Why are we here? Why do we live? What is the meaning of life? These questions are poorly phrased as neither “why” nor “meaning” has a distinct definition.
To begin with “why”, it can refer either to the cause of something happening or the purpose for which something was done by an agent. Causality vs. teleology, to use big words. And in the present context, the question “why” can be dismissed for both senses of the word. Teleology: humans/animals/plants/protists are not given life for any particular purpose and there is no agency involved. Causality: the answer to the question “Why am I here?” is “Because your parents had sex”.
What about “meaning” then? It can mean “message”, or “purpose”, or “justification”. We’ve already dismissed the notion that there is any external purpose to human life. As for justification, nothing alive needs justification since life is a spontaneously occurring thing. What is the justification of a pebble? As to the message of life or of a life, that’s up to each individual. Nobody made you alive in order to send any messages to you or to the world.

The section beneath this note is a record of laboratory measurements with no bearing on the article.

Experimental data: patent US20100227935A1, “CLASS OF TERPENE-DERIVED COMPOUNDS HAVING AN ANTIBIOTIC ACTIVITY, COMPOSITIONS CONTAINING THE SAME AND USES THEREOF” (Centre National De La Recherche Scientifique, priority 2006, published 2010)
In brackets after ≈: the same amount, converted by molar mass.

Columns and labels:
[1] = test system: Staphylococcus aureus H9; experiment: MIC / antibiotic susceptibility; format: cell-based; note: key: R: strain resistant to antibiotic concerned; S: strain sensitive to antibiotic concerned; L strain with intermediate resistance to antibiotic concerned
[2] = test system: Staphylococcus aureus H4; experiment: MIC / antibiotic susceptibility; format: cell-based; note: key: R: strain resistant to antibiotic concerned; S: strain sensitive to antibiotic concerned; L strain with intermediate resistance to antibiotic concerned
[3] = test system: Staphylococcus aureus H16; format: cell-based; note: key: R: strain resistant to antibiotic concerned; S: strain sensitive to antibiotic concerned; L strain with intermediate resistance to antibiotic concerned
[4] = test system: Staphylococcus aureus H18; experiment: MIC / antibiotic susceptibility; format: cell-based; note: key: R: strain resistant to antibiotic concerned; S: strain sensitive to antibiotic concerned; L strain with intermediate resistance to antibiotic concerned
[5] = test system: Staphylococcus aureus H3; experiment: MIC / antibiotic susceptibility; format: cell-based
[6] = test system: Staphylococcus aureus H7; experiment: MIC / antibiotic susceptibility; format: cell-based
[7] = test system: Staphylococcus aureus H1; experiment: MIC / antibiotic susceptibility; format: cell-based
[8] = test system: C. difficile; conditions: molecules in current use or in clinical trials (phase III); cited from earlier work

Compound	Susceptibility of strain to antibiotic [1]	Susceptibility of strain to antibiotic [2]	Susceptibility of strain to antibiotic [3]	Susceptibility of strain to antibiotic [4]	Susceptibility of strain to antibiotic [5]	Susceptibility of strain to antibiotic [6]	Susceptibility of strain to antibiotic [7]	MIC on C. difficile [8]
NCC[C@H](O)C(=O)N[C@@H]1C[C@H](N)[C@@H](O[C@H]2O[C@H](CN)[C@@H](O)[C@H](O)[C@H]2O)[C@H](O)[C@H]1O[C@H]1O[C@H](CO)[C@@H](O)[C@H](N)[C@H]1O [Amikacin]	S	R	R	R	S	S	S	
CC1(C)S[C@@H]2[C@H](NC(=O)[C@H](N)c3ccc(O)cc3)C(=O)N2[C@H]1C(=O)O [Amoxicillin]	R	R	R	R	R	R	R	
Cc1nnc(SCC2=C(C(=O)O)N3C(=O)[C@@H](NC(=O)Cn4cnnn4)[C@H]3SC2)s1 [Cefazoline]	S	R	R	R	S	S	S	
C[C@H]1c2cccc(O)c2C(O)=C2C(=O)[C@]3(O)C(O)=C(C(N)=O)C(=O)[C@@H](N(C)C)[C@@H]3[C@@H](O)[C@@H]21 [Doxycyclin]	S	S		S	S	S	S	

So to my mind, and I know I’m far from the first to come to this conclusion, the question of the meaning of life is meaningless. What is the meaning of life? What is the kliboque of zatanareho? Urdle boing foosu yukyuk? Who put the ram in the rama-lama-ding-dong?
To many people, particularly those of a religious bent (like so), the idea that there is no meaning to life is horrifying. They may associate it with suicidal, antisocial, homicidal tendencies. Not so. Even though there is no external meaning offered to us, we are all free to choose the purpose, message, justification of our lives. I live to have fun with those I love, taking care not to do so at the expense of others’ pain or fear.
Life just is. I just am. Now, you may ask “How should I live?”. That’s a much more cogent question, and one about which I have strong opinions. But I’m not going to preach about that.